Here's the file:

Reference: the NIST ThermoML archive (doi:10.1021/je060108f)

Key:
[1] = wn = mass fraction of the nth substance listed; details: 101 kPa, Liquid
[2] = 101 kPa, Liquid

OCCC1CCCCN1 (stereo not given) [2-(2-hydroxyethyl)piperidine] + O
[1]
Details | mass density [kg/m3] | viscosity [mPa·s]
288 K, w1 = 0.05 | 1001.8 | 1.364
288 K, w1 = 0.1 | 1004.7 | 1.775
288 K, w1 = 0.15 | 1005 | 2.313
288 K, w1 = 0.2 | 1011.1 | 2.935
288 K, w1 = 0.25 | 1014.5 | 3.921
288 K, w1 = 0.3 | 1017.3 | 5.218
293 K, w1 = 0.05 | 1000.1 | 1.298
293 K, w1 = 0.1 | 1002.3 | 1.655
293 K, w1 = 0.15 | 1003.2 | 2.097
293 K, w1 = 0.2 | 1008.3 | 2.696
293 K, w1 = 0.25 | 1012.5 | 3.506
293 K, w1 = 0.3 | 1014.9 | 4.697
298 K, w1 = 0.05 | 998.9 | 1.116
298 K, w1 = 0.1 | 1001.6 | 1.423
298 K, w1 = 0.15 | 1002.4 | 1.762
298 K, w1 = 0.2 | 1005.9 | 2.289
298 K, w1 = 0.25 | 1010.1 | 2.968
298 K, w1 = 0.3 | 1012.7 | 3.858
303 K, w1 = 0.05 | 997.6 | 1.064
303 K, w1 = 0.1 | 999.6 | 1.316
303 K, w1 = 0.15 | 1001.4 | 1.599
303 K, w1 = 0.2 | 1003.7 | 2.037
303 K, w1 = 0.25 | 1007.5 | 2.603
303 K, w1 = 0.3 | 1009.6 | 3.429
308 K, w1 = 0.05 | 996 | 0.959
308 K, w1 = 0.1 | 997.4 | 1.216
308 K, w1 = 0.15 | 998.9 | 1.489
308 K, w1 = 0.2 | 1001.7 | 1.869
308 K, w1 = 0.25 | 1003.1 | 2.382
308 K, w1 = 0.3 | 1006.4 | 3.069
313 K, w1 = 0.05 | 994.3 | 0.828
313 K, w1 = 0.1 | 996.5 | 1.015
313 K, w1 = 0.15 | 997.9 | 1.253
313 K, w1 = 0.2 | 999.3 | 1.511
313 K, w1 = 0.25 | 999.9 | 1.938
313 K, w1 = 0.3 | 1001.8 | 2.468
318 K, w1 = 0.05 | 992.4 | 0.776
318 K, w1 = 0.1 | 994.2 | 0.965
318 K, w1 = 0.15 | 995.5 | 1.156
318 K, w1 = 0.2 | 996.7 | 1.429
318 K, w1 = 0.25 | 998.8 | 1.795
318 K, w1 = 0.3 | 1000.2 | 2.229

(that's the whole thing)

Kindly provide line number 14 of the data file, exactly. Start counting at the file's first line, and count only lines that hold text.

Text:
293 K, w1 = 0.05 | 1000.1 | 1.298